White House Seeks to Release New Cybersecurity Guidance for the Healthcare Sector

The U.S. government is working on enhancing critical infrastructure cybersecurity. The White House has chosen the healthcare, communications, and water sectors as the next priority areas. The White House is about to release new guidance and cybersecurity requirements, which these industries can follow to boost resilience against increasingly sophisticated malicious cyber attacks.

In a recent Washington Post Live event, Deputy national security consultant for cyber and emerging technology, Anne Neuberger, defined some of the critical areas that the White House will focus on. The steps are consistent with the May 2021 executive order (EO 14028) of the Biden administration. The aim is to strengthen the cybersecurity of critical infrastructure and government information systems by means of public-private collaborations. A lot of the U.S. critical infrastructure is managed by private organizations. Although there are policies that demand minimum security requirements to be executed in some areas, more must be done to make sure that the specifications are applicable to all critical infrastructure and that they boost resilience.

According to Neuberger, the cybersecurity of U.S. critical infrastructure is late compared to other Western nations. This fact, nevertheless, allows the U.S. to learn from its different friends.

Cyberattacks on critical infrastructure are escalating, particularly ransomware attacks, a lot of which have affected the healthcare industry. The attacks frequently have a big effect on the capability of healthcare providers to operate. One new Trend Micro survey reveals that 25% of healthcare providers had to entirely stop operations after a ransomware attack, with 60% stating the attacks somewhat disrupted business operations. Those attacks normally impact public safety. A number of studies by Proofpoint, Health Services Research, and Censinet suggest that patient mortality goes up after ransomware or other serious cyberattacks.

Some of the big critical infrastructure ransomware attacks were the Colonial Pipeline attack that upset supplies of fuel to the Eastern Seaboard, and the JBS attack that disturbed food processing. Those incidents showed the company’s lack of readiness, which clearly proved the need to improve cybersecurity for all critical infrastructure and to implement standards to minimize the effect of successful attacks.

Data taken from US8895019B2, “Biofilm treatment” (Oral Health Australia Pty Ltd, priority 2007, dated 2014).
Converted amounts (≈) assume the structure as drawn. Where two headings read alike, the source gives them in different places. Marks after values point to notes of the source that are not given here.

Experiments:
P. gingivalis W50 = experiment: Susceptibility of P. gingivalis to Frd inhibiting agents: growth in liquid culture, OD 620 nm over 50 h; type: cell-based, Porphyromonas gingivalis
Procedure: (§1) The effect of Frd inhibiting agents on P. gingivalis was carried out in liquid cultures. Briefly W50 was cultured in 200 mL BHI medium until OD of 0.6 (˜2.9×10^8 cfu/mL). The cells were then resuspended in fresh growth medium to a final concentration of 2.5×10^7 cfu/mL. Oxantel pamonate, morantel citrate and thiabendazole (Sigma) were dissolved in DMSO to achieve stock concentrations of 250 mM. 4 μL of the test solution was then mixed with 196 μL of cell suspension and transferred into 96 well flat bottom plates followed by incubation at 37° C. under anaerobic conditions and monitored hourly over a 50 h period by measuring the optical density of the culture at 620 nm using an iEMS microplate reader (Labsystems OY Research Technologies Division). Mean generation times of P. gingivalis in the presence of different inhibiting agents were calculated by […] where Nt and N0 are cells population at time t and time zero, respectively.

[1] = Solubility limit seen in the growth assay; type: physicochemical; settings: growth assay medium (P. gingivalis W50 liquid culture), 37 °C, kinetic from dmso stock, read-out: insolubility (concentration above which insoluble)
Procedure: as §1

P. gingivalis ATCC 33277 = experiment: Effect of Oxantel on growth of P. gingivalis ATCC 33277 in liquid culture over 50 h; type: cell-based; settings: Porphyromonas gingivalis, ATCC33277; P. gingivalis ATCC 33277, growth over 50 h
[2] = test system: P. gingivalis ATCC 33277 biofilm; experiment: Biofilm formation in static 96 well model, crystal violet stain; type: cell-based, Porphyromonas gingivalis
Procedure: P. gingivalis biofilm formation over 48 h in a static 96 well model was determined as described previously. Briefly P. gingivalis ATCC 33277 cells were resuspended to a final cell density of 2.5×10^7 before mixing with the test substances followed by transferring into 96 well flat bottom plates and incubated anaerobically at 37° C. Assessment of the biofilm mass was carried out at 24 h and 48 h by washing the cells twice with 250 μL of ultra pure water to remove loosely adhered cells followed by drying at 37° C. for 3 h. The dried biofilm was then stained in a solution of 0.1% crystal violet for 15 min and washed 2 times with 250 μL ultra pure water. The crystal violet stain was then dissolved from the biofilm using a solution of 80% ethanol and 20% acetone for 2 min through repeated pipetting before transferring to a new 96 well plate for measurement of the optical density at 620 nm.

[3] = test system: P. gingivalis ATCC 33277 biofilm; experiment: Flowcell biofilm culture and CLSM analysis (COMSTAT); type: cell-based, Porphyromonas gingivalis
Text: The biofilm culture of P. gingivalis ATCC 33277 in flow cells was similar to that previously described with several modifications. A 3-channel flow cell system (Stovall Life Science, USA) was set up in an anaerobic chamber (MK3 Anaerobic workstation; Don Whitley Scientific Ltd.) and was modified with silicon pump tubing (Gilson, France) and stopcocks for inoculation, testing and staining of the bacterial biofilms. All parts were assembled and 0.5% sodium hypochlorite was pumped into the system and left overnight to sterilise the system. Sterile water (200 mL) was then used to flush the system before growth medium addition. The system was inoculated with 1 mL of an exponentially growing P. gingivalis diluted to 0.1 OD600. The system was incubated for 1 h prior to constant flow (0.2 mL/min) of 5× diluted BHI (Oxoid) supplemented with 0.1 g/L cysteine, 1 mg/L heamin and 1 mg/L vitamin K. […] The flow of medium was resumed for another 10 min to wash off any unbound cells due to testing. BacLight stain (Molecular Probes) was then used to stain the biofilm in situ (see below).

The bipartisan Securing Systemically Important Critical Infrastructure (SICI) Act plays an important role in strengthening the cybersecurity of all critical infrastructure. The law hopes to create a transparent, stakeholder-powered process to specify systemically important critical infrastructure (SICI). The law calls for the Director of the Cybersecurity and Infrastructure Security Agency (CISA) to set up a system and standards for identifying what critical infrastructure are regarded as SICI, to give significant benefits to SICI owners and operators without any added pressure and requires CISA to give SICI owners and operators the choice to be a part of prioritized cybersecurity assistance. Presently, the government doesn’t completely know precisely what SICI is and what security improvements are needed.

President Biden likewise approved the Cyber Incident Reporting for Critical Infrastructure Act (CIRCIA), which calls for CISA to create and enforce rules necessitating covered entities to submit reports of cyber incidents and ransomware payments made. The reports will enable CISA to quickly release resources and give support to attack victims. It will additionally enable the agency to quickly know cyber threat developments, and immediately discuss with network defenders the appropriate, actionable information to alert other possible victims.

One of the White House’s focus areas is healthcare and attempts to strengthen cybersecurity throughout the industry are ongoing. Neuberger stated that the Department of Health and Human Services is collaborating with hospital partners and is creating minimum cybersecurity recommendations and is going to work on building new criteria and guidance for protecting medical devices and other wider aspects of healthcare into the future.

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Christine Garcia is the staff writer on Calculated HIPAA. Christine has several years experience in writing about healthcare sector issues with a focus on the compliance and cybersecurity issues. Christine has developed in-depth knowledge of HIPAA regulations. You can contact Christine at [email protected]. You can follow Christine on Twitter at https://twitter.com/ChrisCalHIPAA